defined in strategic and annual performance plans, and forming a basis for
determining how risks should be managed.
Red Flags
 The agency or program does not have well-defined objectives.
(If the agency does not know what it is trying to accomplish, it will
not be able to adequately assess risks).
 The agency or program does not have adequate performance
measures.
(If you don’t know how to measure success or whether the program
is successful, you will not be able to adequately assess risks).
 The agency or program does not have an adequate strategic plan.
Control Activities
Control Activities are the policies and procedures established to achieve
the entity’s objectives. They help ensure that management’s directives are
carried out in daily program operations.
Red Flags
 Agency or program is understaffed and/or workload has drastically
increased, and staff are having difficulties handling operational
workload.
 There have been previous issues with fraud, waste, or abuse.
 Employees are unaware of policies and procedures, but do things
the way “they have always been done.”
 Key documentation is often lacking or does not exist.
Information and Communication
Information and Communication is needed by management and employees
to monitor progress in meeting the organization’s mission and objectives while
maintaining proper accountability and internal control.
Red Flags
 When top management needs information, there is a mad scramble to
assemble the information, or the process is handled through ad hoc
mechanisms. (e.g. the information was not readily available).
 Staff are frustrated by requests for information because it is timeconsuming and difficult to provide the information.
 Management does not have reasonable assurance that the information it
is using is accurate.
Monitoring
Monitoring is accomplished through routine, ongoing activities, separate
evaluations, or both. Internal control systems should be monitored to assess
their effectiveness and to modify procedures as appropriate based on results
of the monitoring activities (feedback).
Red Flags
 Previous audit findings are not being resolved adequately or timely.
 Significant problems exist in controls and management was not aware
of those problems until a big problem occurred; or until another
outside party brought it to their attention (e.g. a recipient of funding,
or an external audit).
Where to Find the Green Book
 Once exposed, the Green Book will be on GAO’s website
at: www.gao.gov
 For technical assistance, contact GOA at:
[email protected]
Municipal Securities Issues
Topics to be Covered
 Sources of AICPA guidance
 Association with official statements
 Mandatory association
 Voluntary association
 Non-association
 Association with continuing disclosure documents
 Update on recent SEC developments
 Reports to Congress on muni market regulation
 EMMA overview
 Increased scrutiny of underwriter due diligence
83
Glossary
OS
Official Statement – disclosure document prepared in connection with
initial sale of new securities. Also referred to as “primary market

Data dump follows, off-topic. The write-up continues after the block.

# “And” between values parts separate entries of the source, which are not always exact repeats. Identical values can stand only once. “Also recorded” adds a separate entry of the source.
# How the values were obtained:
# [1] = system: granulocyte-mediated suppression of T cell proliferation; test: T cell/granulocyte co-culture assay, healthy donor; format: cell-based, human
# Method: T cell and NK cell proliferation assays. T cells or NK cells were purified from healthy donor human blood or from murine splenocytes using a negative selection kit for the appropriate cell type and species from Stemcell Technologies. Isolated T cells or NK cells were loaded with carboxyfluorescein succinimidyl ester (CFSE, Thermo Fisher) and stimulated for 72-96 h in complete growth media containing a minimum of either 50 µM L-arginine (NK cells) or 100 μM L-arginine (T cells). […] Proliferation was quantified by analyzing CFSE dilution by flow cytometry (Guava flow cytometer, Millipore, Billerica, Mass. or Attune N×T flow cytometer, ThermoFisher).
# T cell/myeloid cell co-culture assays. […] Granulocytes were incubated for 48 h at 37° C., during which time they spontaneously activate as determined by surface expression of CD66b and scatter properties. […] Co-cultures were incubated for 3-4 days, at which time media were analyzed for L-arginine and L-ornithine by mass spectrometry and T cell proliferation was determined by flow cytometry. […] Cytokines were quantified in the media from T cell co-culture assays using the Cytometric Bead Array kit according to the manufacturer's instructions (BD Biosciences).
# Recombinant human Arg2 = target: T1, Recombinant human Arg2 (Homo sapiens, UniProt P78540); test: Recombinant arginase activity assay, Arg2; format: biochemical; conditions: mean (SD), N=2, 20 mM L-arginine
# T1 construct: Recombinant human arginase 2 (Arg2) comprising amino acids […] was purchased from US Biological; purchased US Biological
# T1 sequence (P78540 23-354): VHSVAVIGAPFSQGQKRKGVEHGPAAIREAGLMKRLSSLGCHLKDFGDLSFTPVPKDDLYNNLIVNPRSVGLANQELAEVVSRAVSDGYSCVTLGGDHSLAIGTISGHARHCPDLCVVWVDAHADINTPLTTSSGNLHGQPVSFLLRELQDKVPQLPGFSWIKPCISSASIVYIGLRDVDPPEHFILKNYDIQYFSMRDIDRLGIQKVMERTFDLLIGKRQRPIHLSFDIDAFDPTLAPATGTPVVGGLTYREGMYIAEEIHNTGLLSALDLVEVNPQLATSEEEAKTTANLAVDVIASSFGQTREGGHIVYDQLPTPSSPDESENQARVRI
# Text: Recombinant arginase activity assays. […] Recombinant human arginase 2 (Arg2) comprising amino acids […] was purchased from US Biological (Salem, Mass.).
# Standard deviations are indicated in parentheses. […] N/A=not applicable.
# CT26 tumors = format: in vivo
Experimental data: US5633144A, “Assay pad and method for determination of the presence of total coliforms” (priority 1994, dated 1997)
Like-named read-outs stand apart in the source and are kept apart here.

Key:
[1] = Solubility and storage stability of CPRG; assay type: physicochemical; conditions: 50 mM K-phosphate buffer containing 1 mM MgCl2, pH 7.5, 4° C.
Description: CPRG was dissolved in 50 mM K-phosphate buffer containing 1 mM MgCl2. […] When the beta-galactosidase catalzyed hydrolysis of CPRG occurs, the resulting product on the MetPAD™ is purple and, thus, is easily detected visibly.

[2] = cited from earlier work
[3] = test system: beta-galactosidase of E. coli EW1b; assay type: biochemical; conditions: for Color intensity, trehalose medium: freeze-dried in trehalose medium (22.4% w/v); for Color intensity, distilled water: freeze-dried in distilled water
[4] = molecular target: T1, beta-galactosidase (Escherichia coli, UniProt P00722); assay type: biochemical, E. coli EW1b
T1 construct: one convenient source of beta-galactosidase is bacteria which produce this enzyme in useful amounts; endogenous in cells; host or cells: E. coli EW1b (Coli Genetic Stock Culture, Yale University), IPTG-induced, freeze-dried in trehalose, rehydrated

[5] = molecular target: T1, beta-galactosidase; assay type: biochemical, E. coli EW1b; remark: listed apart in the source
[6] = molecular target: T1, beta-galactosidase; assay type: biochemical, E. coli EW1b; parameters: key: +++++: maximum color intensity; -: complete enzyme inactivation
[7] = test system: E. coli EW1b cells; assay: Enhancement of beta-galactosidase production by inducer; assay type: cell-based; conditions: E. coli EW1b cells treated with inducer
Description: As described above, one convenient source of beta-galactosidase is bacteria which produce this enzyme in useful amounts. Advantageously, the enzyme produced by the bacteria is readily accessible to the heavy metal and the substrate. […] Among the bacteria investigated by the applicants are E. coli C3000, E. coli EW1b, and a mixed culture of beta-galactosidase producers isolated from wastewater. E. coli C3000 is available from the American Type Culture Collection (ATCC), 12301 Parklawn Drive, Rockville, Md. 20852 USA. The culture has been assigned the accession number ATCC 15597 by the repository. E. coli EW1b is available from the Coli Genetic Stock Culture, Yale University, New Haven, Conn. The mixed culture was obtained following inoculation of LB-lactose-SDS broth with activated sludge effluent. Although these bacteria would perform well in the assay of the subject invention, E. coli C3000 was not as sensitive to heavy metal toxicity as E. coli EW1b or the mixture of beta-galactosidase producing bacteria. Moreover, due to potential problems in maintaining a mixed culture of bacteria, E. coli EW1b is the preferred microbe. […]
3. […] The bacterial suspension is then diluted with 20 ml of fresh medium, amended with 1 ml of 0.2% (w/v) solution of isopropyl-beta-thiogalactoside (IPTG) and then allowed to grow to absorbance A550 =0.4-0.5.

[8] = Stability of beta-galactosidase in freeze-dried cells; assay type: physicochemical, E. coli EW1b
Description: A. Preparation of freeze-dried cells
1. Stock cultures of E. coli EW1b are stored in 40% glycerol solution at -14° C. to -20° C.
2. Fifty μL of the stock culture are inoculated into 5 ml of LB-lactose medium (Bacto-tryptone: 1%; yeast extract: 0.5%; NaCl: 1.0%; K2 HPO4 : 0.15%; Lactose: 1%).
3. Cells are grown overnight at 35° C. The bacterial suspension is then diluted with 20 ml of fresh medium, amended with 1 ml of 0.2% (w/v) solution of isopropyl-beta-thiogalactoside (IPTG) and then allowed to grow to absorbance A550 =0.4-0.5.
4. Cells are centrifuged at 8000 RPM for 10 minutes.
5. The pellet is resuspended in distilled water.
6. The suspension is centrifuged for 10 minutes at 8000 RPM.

disclosure.”
Continuing
Disclosure
Disclosure documents issues subsequent to initial sale of securities
(throughout the life of the bond issue). Also referred to as “secondary
market disclosure.”
EMMA
MSRB’s Electronic Municipal Market Access system
EDGAR
SEC’s Electronic Data Gathering and Reporting system
MSRB
Municipal Securities Rulemaking Board
AAG-SLV
AICPA audit and accounting guide “State and Local Governments”
GAAS
Generally-accepted auditing standards
Rule 15c2-12
SEC rule, “Municipal Securities Disclosure”
SAS 76 letter
Special form of comfort letter utilized in non-registered offerings
84
Sources of AICPA guidance
 AICPA audit & accounting guides
 State and Local Government (AAG-SLV): Chapter 16, “Auditor
Association with Municipal Securities Filings”
 Health Care Entities (AAG-HCO): Chapter 7, “Municipal Bond
Financing”
 Not-for-Profit Entities (draft new AAG-NPO exposed for comment
8/15/2012): Chapter 10, “Debt & Other Liabilities”
 AU 9711 -- Interpretations of AU 711, Filings Under Federal Securities
Statutes
 Interpretation No. 2, “Consenting to Be Named as an Expert in an
Offering Document in Connection With Securities Offerings Other Than
Those Registered Under the Securities Act of 1933”
 Interpretation No. 3, "Consenting to the Use of an Audit Report in an
Offering Document Other Than One Registered Under the Securities
Act of 1933”
85
AUDITOR ASSOCIATION -- OFFICIAL STATEMENTS
 Key principle: Association can be mandatory or
voluntary
86
Auditor association -- Official Statements (OS)
 Actions that trigger mandatory association
(AAG-SLV 16.07)
 Consenting” to use of report in OS (i.e., providing inclusion
letter)
 Issuing comfort letter, SAS 76 letter, or agreed-upon
procedures (AUP) report related to OS
 Reviewing draft of OS at client's request
Relatively
straightforward
 Assisting in preparing financial information included in OS
 Signing (either manually or electronically) an auditor’s
report for inclusion in a specific OS
 Providing a “customized” auditor's report for inclusion in an
OS
 Performing attestation engagement relating to the debt
offering
A little trickier!
See following
slides
87
Actions that trigger mandatory association
 Assisting in preparing financial information included in
Official Statement
In this situation, financial information does not refer to financial
statements covered by the auditor's opinion or the required
supplementary information (RSI) or supplementary information other
than RSI accompanying those financial statements that the auditor